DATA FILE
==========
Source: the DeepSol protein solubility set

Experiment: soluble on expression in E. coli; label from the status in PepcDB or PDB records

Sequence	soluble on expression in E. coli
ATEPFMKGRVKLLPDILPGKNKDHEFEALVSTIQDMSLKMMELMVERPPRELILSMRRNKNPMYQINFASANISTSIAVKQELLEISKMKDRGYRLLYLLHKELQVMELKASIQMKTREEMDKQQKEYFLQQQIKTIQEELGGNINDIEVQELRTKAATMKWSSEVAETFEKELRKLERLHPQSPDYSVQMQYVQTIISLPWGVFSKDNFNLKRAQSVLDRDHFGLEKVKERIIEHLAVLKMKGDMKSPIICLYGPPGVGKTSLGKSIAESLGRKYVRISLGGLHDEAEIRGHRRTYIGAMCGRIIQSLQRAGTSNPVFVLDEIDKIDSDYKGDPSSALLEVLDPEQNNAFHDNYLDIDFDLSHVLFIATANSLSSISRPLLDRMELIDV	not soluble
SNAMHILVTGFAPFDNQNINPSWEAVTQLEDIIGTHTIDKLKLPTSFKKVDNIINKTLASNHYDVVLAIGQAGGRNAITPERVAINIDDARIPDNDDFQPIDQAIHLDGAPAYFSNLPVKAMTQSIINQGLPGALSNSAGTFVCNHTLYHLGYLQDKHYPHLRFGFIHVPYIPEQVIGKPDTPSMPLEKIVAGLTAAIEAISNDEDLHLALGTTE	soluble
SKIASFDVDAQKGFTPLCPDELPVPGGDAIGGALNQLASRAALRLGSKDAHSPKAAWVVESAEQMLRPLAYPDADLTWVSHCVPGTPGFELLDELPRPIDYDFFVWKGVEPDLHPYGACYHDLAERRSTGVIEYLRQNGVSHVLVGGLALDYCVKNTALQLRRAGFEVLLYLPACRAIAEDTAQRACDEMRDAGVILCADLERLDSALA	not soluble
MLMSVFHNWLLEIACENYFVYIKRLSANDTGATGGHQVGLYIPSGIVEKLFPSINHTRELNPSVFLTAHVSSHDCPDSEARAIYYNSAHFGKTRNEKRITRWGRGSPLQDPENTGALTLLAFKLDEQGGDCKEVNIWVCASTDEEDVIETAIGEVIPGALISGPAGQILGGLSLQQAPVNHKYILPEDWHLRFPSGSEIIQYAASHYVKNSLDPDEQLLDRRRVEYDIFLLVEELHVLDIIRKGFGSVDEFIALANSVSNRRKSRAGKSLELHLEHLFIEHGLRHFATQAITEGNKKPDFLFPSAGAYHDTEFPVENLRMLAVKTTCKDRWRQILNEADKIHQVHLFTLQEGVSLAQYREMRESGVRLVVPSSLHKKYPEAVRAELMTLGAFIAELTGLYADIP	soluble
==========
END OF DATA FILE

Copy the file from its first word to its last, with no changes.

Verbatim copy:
Source: the DeepSol protein solubility set

Experiment: soluble on expression in E. coli; label from the status in PepcDB or PDB records

Sequence	soluble on expression in E. coli
ATEPFMKGRVKLLPDILPGKNKDHEFEALVSTIQDMSLKMMELMVERPPRELILSMRRNKNPMYQINFASANISTSIAVKQELLEISKMKDRGYRLLYLLHKELQVMELKASIQMKTREEMDKQQKEYFLQQQIKTIQEELGGNINDIEVQELRTKAATMKWSSEVAETFEKELRKLERLHPQSPDYSVQMQYVQTIISLPWGVFSKDNFNLKRAQSVLDRDHFGLEKVKERIIEHLAVLKMKGDMKSPIICLYGPPGVGKTSLGKSIAESLGRKYVRISLGGLHDEAEIRGHRRTYIGAMCGRIIQSLQRAGTSNPVFVLDEIDKIDSDYKGDPSSALLEVLDPEQNNAFHDNYLDIDFDLSHVLFIATANSLSSISRPLLDRMELIDV	not soluble
SNAMHILVTGFAPFDNQNINPSWEAVTQLEDIIGTHTIDKLKLPTSFKKVDNIINKTLASNHYDVVLAIGQAGGRNAITPERVAINIDDARIPDNDDFQPIDQAIHLDGAPAYFSNLPVKAMTQSIINQGLPGALSNSAGTFVCNHTLYHLGYLQDKHYPHLRFGFIHVPYIPEQVIGKPDTPSMPLEKIVAGLTAAIEAISNDEDLHLALGTTE	soluble
SKIASFDVDAQKGFTPLCPDELPVPGGDAIGGALNQLASRAALRLGSKDAHSPKAAWVVESAEQMLRPLAYPDADLTWVSHCVPGTPGFELLDELPRPIDYDFFVWKGVEPDLHPYGACYHDLAERRSTGVIEYLRQNGVSHVLVGGLALDYCVKNTALQLRRAGFEVLLYLPACRAIAEDTAQRACDEMRDAGVILCADLERLDSALA	not soluble
MLMSVFHNWLLEIACENYFVYIKRLSANDTGATGGHQVGLYIPSGIVEKLFPSINHTRELNPSVFLTAHVSSHDCPDSEARAIYYNSAHFGKTRNEKRITRWGRGSPLQDPENTGALTLLAFKLDEQGGDCKEVNIWVCASTDEEDVIETAIGEVIPGALISGPAGQILGGLSLQQAPVNHKYILPEDWHLRFPSGSEIIQYAASHYVKNSLDPDEQLLDRRRVEYDIFLLVEELHVLDIIRKGFGSVDEFIALANSVSNRRKSRAGKSLELHLEHLFIEHGLRHFATQAITEGNKKPDFLFPSAGAYHDTEFPVENLRMLAVKTTCKDRWRQILNEADKIHQVHLFTLQEGVSLAQYREMRESGVRLVVPSSLHKKYPEAVRAELMTLGAFIAELTGLYADIP	soluble